In his State of the Union speech Tuesday, President Obama stepped up to a podium before Congress and the country and declared that the state of our union was strong.

"Here are the results of your efforts: The lowest unemployment rate in over five years; a rebounding housing market; a manufacturing sector that's adding jobs for the first time since the 1990s," the president said.

For more than four years, the unemployment rate has been sliding down — from a 10 percent peak to today's 6.7 percent.

But does that reflect a fast-strengthening economy? Or is the rate falling only because so many people are dropping out of the workforce?

In coming weeks, members of Congress and the Federal Reserve Board will be making big policy decisions based upon their best understanding of those unsettled questions.

In 1895, legislators in New York state decided to improve working conditions in what at the time could be a deadly profession: baking bread.

"Bakeries are actually extremely dangerous places to work," says Eric Rauchway, a historian at the University of California, Davis. "Because flour is such a fine particulate, if it gets to hang in the air it can catch fire and the whole room can go up in a sheet of flame."

The House is expected to vote Wednesday on a $1.1 trillion spending bill that would fund the federal government into October and bring to an end, for now at least, the bitter partisan battles that have led to one government shutdown and threatened to push the U.S. into defaulting on its bills.

The recent disclosure that a large trove of customer information was stolen from Target, and now also from Neiman Marcus, points to growing vulnerabilities in cybersecurity. And experts say the problem is becoming more difficult to combat.

The size of the data breach at Target Co. stores late last year took a sharp rise Friday when the retailer said it now estimates that up to 70 million individuals may have had information that includes their "names, mailing addresses, phone numbers or email addresses" stolen.

We'll be posting updates after the report's 8:30 a.m. ET release.

There were only 74,000 jobs added to public and private payrolls in December, but the unemployment rate fell to a 5-year low 6.7 percent, the Bureau of Labor Statistics said Friday morning.

Bitcoin Takes Stage In Texas Senate Campaign

Jan 10, 2014

When Texas Rep. Steve Stockman announced recently that he'll accept donations in bitcoins, he raised some eyebrows.

A Financial Checklist For 2014

Jan 1, 2014
Chornyak Assoc.

A new year is upon us and we think that this month's newsletter will help you get off to a good start.

For example, Commonwealth Financial Network gives you a useful monthly plan to remind you of different financial issues that need to be taken care of during the year. Read the full article here.

Update at 8:20 p.m. ET. Amazon, UPS, Offer Refunds:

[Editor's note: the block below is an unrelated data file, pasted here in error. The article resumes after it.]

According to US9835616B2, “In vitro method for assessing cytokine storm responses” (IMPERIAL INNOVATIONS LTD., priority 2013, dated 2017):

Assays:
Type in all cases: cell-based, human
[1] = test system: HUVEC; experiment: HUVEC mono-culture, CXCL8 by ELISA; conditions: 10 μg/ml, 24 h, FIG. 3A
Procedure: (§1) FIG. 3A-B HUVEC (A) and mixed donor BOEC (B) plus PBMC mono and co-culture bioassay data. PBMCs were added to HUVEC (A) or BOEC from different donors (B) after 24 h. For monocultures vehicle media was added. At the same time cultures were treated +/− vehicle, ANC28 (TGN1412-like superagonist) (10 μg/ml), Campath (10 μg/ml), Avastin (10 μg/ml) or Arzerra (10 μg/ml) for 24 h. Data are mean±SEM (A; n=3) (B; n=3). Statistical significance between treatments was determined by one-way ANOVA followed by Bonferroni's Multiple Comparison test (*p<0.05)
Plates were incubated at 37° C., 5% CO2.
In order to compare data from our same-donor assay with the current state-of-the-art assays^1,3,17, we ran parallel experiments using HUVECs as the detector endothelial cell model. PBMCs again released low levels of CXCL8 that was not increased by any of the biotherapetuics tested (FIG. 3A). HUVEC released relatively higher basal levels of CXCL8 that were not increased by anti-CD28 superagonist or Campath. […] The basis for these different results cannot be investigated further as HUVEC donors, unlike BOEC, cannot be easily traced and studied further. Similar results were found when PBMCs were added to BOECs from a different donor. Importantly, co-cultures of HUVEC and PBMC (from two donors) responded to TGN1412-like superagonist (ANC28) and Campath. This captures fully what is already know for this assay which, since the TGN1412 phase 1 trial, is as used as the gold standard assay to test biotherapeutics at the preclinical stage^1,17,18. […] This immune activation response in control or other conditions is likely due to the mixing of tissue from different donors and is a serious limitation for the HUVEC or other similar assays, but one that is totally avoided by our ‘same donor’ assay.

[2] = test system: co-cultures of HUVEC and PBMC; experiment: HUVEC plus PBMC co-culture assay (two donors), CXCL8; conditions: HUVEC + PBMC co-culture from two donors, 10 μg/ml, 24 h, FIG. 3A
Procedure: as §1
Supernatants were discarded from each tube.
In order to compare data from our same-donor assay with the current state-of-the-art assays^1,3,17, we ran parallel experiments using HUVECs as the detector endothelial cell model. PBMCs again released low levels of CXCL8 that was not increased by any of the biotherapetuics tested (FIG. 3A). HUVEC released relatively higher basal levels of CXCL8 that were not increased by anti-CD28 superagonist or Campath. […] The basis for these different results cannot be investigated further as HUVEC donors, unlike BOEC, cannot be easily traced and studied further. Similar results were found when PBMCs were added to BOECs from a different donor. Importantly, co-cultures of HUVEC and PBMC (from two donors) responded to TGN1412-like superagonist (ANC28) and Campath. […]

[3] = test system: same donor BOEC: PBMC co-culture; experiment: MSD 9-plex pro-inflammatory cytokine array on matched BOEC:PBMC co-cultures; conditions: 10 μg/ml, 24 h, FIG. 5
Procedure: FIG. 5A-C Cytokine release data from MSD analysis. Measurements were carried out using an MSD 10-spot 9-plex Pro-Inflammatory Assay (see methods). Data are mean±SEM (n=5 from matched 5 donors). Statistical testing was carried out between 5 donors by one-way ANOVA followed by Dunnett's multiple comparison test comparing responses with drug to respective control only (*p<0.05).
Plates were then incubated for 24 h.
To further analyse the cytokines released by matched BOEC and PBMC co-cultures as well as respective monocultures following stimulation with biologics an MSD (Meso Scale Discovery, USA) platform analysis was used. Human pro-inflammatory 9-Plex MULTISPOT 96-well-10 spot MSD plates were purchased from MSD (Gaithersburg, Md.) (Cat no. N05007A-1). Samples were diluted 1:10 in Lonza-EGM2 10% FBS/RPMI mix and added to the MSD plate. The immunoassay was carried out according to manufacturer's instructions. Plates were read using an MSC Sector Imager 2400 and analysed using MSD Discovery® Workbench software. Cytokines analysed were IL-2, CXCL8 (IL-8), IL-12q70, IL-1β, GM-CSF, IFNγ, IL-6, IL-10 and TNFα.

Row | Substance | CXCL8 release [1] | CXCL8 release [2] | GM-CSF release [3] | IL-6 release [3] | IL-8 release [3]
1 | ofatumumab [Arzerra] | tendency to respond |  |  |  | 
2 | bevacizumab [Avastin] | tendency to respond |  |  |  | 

The Washington Post reports:

"Amazon and UPS said Thursday they would offer refunds to customers who did not receive their Christmas orders on time, after a surge in last-minute online shopping caught the shipping giant off guard."

Target Corp. acknowledged early Thursday that there was a massive security breach of its customers' credit and debit card accounts starting the day before Thanksgiving and extending at least to Dec. 15 — the heart of the holiday shopping season.

This week, we're exploring the San Francisco Bay Area and the way income inequality is affecting the region. Check out the other pieces of the week, aggregated on this page.

The brown marmorated stink bug doesn't just smell bad. It's also been causing trouble for homeowners and farmers from New Hampshire to California for the past three years.

No predators are eating the invasive species fast enough to keep it under control, but researchers think they may have found a solution to the stink-bug menace.

Photo: Where Cars Go After A Flood

Dec 12, 2013

In the days, weeks and months after Superstorm Sandy, we editors got used to seeing lots of similar types of images of devastation, destruction and loss. Beaches. Houses. Taxis.

A French court has sentenced the head of a company that sold tens of thousands of defective breast implants to four years in prison for aggravated fraud. Poly Implant Prothese was once among the world's leaders in supplying implants. But its product was found to have a high rupture rate.

From Paris, NPR's Eleanor Beardsely reports:

"The Marseilles court convicted Jean-Claude Mas, the founder of the company, and three colleagues.

Oil giant BP is challenging hundreds of millions of dollars in claims that were filed by businesses after the company's 2010 oil spill in the Gulf of Mexico.

The total price tag for BP's oil spill is huge — $42.5 billion. At issue here is a fraction of that — but still a lot of money. BP says $540 million has been awarded to businesses for losses that "are either nonexistent, exaggerated or have nothing to do with the Deepwater Horizon accident."